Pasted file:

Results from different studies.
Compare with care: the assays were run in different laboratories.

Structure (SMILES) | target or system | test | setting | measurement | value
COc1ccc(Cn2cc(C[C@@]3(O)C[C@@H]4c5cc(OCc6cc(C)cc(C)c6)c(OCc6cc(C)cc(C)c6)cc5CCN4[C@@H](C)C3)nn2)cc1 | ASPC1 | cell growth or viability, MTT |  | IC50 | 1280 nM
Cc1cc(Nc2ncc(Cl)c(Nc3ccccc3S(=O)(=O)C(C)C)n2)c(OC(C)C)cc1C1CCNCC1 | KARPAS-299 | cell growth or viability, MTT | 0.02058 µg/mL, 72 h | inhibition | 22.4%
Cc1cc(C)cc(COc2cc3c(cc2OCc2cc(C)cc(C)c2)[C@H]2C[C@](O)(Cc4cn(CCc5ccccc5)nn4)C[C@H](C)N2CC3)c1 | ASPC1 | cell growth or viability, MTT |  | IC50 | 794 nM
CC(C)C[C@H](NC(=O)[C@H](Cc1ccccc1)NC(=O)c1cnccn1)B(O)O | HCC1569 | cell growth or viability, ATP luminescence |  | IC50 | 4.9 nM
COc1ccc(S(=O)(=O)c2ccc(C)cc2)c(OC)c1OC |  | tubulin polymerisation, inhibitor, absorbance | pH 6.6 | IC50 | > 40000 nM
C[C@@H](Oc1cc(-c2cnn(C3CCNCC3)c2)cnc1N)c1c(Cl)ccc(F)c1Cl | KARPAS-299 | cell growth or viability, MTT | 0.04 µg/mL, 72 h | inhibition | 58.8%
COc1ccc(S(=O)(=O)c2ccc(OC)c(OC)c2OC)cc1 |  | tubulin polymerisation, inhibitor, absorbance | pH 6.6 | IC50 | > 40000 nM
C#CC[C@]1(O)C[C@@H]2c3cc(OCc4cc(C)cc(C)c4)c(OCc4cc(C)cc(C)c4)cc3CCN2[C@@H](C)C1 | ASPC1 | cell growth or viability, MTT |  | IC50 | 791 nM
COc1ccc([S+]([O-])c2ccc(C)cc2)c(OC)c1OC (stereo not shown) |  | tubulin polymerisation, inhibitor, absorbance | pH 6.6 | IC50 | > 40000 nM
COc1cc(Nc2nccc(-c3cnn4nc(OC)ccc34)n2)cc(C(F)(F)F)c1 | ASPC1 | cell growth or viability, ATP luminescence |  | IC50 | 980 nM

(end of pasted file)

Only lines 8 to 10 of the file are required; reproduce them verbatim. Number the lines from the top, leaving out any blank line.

COc1ccc(S(=O)(=O)c2ccc(C)cc2)c(OC)c1OC |  | tubulin polymerisation, inhibitor, absorbance | pH 6.6 | IC50 | > 40000 nM
C[C@@H](Oc1cc(-c2cnn(C3CCNCC3)c2)cnc1N)c1c(Cl)ccc(F)c1Cl | KARPAS-299 | cell growth or viability, MTT | 0.04 µg/mL, 72 h | inhibition | 58.8%
COc1ccc(S(=O)(=O)c2ccc(OC)c(OC)c2OC)cc1 |  | tubulin polymerisation, inhibitor, absorbance | pH 6.6 | IC50 | > 40000 nM